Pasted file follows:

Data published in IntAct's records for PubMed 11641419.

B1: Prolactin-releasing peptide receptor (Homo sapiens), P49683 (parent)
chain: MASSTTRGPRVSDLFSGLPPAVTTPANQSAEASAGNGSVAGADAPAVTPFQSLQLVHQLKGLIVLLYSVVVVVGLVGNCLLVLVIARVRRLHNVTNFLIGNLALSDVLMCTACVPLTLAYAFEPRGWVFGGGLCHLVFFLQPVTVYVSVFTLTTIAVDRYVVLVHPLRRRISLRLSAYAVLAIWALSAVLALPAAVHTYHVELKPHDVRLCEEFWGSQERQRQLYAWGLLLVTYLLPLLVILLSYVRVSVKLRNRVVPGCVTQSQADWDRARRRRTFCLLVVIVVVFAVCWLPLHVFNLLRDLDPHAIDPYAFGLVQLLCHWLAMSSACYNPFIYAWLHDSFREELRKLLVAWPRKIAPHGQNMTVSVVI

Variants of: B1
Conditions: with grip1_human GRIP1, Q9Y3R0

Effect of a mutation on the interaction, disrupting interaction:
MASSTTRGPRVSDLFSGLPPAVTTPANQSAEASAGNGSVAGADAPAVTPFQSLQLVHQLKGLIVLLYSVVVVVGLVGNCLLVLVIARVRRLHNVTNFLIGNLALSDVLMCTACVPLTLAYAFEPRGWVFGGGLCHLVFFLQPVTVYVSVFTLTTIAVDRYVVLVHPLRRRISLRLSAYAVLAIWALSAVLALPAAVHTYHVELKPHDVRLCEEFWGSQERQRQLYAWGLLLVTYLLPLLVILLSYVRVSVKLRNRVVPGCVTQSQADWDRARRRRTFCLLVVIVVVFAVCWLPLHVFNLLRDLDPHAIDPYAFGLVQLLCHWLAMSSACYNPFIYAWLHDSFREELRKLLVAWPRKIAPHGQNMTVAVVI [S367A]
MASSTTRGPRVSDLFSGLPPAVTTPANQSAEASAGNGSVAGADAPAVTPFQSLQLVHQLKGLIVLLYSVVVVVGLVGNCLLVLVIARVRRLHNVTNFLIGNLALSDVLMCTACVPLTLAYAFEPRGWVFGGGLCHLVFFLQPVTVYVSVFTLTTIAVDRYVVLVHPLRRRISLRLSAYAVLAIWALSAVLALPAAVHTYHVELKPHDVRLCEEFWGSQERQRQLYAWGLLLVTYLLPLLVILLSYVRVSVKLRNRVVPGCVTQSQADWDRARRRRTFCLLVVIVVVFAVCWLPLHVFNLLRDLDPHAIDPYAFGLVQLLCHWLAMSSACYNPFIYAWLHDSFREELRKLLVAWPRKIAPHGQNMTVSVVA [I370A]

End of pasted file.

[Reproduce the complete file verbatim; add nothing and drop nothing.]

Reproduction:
Data published in IntAct's records for PubMed 11641419.

B1: Prolactin-releasing peptide receptor (Homo sapiens), P49683 (parent)
chain: MASSTTRGPRVSDLFSGLPPAVTTPANQSAEASAGNGSVAGADAPAVTPFQSLQLVHQLKGLIVLLYSVVVVVGLVGNCLLVLVIARVRRLHNVTNFLIGNLALSDVLMCTACVPLTLAYAFEPRGWVFGGGLCHLVFFLQPVTVYVSVFTLTTIAVDRYVVLVHPLRRRISLRLSAYAVLAIWALSAVLALPAAVHTYHVELKPHDVRLCEEFWGSQERQRQLYAWGLLLVTYLLPLLVILLSYVRVSVKLRNRVVPGCVTQSQADWDRARRRRTFCLLVVIVVVFAVCWLPLHVFNLLRDLDPHAIDPYAFGLVQLLCHWLAMSSACYNPFIYAWLHDSFREELRKLLVAWPRKIAPHGQNMTVSVVI

Variants of: B1
Conditions: with grip1_human GRIP1, Q9Y3R0

Effect of a mutation on the interaction, disrupting interaction:
MASSTTRGPRVSDLFSGLPPAVTTPANQSAEASAGNGSVAGADAPAVTPFQSLQLVHQLKGLIVLLYSVVVVVGLVGNCLLVLVIARVRRLHNVTNFLIGNLALSDVLMCTACVPLTLAYAFEPRGWVFGGGLCHLVFFLQPVTVYVSVFTLTTIAVDRYVVLVHPLRRRISLRLSAYAVLAIWALSAVLALPAAVHTYHVELKPHDVRLCEEFWGSQERQRQLYAWGLLLVTYLLPLLVILLSYVRVSVKLRNRVVPGCVTQSQADWDRARRRRTFCLLVVIVVVFAVCWLPLHVFNLLRDLDPHAIDPYAFGLVQLLCHWLAMSSACYNPFIYAWLHDSFREELRKLLVAWPRKIAPHGQNMTVAVVI [S367A]
MASSTTRGPRVSDLFSGLPPAVTTPANQSAEASAGNGSVAGADAPAVTPFQSLQLVHQLKGLIVLLYSVVVVVGLVGNCLLVLVIARVRRLHNVTNFLIGNLALSDVLMCTACVPLTLAYAFEPRGWVFGGGLCHLVFFLQPVTVYVSVFTLTTIAVDRYVVLVHPLRRRISLRLSAYAVLAIWALSAVLALPAAVHTYHVELKPHDVRLCEEFWGSQERQRQLYAWGLLLVTYLLPLLVILLSYVRVSVKLRNRVVPGCVTQSQADWDRARRRRTFCLLVVIVVVFAVCWLPLHVFNLLRDLDPHAIDPYAFGLVQLLCHWLAMSSACYNPFIYAWLHDSFREELRKLLVAWPRKIAPHGQNMTVSVVA [I370A]